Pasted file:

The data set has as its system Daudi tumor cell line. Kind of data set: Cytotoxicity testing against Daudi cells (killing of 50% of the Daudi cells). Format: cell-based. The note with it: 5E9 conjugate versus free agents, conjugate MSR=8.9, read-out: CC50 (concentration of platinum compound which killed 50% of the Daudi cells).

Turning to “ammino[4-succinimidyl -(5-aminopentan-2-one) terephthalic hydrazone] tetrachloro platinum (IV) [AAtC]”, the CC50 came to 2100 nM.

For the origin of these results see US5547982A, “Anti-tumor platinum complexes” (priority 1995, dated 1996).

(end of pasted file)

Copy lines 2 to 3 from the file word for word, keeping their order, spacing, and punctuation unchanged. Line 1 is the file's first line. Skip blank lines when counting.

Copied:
Turning to “ammino[4-succinimidyl -(5-aminopentan-2-one) terephthalic hydrazone] tetrachloro platinum (IV) [AAtC]”, the CC50 came to 2100 nM.

For the origin of these results see US5547982A, “Anti-tumor platinum complexes” (priority 1995, dated 1996).